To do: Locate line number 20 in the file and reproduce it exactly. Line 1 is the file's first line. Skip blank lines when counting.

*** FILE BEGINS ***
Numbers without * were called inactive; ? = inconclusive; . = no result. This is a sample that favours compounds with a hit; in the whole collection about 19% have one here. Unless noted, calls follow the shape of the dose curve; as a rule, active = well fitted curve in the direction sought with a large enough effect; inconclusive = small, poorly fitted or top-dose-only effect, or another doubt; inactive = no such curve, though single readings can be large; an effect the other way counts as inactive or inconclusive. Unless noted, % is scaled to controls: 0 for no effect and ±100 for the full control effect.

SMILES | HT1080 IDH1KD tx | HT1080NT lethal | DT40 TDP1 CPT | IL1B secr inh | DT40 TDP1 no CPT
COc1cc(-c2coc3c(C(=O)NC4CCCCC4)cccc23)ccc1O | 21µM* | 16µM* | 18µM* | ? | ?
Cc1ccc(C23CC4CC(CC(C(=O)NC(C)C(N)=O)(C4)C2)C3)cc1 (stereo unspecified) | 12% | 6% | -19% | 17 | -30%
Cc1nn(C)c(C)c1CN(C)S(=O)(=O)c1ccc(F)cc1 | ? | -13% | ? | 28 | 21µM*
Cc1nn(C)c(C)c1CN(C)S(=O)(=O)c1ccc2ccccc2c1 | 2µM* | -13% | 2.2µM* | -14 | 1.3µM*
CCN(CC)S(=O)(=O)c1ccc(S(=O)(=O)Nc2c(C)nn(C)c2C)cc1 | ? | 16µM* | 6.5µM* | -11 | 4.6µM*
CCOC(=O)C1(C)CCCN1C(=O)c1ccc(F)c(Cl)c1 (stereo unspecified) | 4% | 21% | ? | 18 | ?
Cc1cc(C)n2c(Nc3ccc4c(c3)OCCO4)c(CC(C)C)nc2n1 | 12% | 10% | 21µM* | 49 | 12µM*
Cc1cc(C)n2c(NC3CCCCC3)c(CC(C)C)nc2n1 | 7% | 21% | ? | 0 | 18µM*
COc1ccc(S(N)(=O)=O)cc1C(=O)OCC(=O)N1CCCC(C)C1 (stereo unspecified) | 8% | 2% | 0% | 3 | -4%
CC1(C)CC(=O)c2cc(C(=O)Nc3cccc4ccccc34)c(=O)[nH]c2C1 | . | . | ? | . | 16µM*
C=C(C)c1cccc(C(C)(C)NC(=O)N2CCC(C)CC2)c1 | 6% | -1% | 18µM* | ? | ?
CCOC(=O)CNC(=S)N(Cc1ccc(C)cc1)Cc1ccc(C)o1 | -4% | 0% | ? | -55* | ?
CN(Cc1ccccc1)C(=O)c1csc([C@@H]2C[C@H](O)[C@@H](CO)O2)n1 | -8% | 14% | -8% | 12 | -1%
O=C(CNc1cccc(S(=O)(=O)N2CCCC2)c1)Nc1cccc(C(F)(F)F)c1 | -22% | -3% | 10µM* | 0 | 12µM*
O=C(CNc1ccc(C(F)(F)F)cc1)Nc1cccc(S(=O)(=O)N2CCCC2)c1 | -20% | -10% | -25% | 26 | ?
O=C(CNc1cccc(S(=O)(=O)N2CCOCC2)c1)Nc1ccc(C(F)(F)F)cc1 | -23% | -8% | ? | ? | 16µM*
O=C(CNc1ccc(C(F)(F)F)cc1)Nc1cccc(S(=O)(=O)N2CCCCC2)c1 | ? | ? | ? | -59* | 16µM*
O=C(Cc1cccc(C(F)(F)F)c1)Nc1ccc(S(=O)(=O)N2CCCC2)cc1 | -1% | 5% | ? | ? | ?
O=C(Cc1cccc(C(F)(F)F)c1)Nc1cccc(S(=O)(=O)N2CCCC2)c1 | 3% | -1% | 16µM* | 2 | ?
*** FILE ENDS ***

O=C(Cc1cccc(C(F)(F)F)c1)Nc1ccc(S(=O)(=O)N2CCCC2)cc1 | -1% | 5% | ? | ? | ?